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Mother of boy with special needs has concerns with Duval County Public Schools' distance learning

A Duval County mother says her son with special needs is falling behind in virtual learning at Duval County Public Schools.

JACKSONVILLE, Fla. — The shift to distance learning can be a challenge for teachers, parents and teachers. It's posing even more challenges for a Jacksonville boy with special needs.

"I feel like he's going to get lost by the wayside, and he's not the only child experiencing this," Lisa Davis said. 

Davis says her son with special needs is falling behind in virtual learning at Duval County Public Schools. 

She says she's had problems with DCPS since her son was in first grade and had to hire an education lawyer. The pandemic and learning at home have made the problem worse for this family. 

“He’s getting frustrated, and it’s too early on in the school year for him to be getting frustrated with the learning platform he’s using," Davis said.

That platform is Duval Homeroom. Davis says her fifth-grader, Josiah Kimbrough, is already feeling completely lost. He has several special needs, including ADHD and dyslexia.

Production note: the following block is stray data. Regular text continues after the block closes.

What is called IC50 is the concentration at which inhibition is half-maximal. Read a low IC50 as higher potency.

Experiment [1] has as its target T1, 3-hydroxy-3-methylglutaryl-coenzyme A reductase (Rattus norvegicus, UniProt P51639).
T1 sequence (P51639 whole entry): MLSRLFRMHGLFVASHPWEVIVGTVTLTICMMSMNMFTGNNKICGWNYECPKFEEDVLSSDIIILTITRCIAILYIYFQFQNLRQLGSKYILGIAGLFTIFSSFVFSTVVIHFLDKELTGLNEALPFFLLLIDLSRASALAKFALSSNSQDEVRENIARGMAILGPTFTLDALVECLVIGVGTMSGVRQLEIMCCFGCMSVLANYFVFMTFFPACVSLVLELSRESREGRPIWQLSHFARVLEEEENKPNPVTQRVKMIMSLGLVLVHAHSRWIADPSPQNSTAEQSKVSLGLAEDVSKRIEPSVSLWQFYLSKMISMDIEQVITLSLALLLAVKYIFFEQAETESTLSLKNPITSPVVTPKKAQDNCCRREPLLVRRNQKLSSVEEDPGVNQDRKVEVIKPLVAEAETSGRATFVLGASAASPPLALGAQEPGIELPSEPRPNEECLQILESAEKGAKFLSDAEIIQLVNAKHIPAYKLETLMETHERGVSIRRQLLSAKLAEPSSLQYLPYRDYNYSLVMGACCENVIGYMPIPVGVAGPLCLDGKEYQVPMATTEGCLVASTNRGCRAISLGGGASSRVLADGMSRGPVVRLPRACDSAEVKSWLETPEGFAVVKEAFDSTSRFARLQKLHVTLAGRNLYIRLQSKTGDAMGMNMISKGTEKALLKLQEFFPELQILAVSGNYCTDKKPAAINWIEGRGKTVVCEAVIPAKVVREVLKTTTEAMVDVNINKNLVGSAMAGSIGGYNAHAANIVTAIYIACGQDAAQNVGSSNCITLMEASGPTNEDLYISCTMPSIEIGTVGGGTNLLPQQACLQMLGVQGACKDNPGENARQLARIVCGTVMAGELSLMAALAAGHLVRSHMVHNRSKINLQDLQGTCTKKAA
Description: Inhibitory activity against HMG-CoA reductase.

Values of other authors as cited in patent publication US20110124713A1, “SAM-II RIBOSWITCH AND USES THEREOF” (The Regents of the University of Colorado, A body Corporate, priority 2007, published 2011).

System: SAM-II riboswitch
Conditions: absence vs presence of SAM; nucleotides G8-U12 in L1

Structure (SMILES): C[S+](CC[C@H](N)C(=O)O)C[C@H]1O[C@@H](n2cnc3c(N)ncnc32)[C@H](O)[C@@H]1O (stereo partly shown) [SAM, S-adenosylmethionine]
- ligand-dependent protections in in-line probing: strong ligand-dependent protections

Davis says the pace of Duval Homeroom is way too fast for her son, and that's not her only concern. 

“Not only is his microphone being turned off but also his chat feature. If he does not get the information, or if it goes by entirely too fast, it’s pretty much lost," Davis said.

“Of course with the distance learning environment, those services are going to look different," said Gail Roberts, executive director of exceptional education and student services at DCPS. 

Roberts says she can't talk about an individual student but did say in general the first thing parents should do if they have concerns about their child's education is to get in touch with his or her teacher. 

“A parent of a student with disabilities who is eligible for special education can always request an individual education plan meeting if they have concerns," Roberts said. 

Davis says she's already tried that and her biggest fear is her son will fail fifth grade.

“If he gets put back because of this, that’s going to mess with him mentally," Davis said.

Davis tells First Coast News she had an issue with her son's laptop. She got a second one and continues to receive error messages.

Click here for more information on the three learning options for DCPS students. You can get more information on the Individualized Educational Plan by clicking here.